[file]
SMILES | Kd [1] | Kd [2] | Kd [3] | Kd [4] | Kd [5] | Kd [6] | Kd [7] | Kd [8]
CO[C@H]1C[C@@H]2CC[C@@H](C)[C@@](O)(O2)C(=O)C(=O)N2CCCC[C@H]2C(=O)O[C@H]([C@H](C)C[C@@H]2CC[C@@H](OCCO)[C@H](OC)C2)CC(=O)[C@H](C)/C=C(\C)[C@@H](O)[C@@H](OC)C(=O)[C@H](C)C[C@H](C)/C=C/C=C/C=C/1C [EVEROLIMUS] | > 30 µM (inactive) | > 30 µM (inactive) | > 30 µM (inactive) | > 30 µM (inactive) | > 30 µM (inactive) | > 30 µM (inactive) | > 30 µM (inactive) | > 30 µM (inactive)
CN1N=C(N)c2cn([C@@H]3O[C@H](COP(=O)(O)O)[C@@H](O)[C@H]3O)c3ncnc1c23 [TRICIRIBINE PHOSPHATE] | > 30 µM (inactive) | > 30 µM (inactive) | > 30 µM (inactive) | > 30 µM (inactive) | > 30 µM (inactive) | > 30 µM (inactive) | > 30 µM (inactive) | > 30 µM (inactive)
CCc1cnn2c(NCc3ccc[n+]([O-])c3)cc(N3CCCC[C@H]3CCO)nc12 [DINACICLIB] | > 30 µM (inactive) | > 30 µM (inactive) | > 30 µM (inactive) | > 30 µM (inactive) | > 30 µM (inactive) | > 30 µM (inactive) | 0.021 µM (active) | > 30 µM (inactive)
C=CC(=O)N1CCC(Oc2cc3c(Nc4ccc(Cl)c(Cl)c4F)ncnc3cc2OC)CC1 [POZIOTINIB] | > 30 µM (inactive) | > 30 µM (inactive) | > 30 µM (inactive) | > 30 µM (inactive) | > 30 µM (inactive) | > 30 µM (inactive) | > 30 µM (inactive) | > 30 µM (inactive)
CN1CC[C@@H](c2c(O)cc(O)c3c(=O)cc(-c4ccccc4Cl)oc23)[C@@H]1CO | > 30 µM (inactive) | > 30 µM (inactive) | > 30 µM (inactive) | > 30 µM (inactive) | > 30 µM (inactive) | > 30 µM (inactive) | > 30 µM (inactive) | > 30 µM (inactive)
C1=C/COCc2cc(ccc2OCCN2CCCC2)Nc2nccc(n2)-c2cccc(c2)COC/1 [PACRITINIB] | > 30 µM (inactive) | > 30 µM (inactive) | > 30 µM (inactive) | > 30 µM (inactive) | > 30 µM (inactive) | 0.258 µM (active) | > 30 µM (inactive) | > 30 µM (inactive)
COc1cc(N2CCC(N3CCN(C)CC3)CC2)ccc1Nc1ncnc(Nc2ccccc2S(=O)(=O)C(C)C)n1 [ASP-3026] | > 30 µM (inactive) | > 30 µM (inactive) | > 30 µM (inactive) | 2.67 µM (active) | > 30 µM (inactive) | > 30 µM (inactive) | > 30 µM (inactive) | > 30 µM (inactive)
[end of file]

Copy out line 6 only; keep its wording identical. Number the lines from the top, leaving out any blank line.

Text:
CN1CC[C@@H](c2c(O)cc(O)c3c(=O)cc(-c4ccccc4Cl)oc23)[C@@H]1CO | > 30 µM (inactive) | > 30 µM (inactive) | > 30 µM (inactive) | > 30 µM (inactive) | > 30 µM (inactive) | > 30 µM (inactive) | > 30 µM (inactive) | > 30 µM (inactive)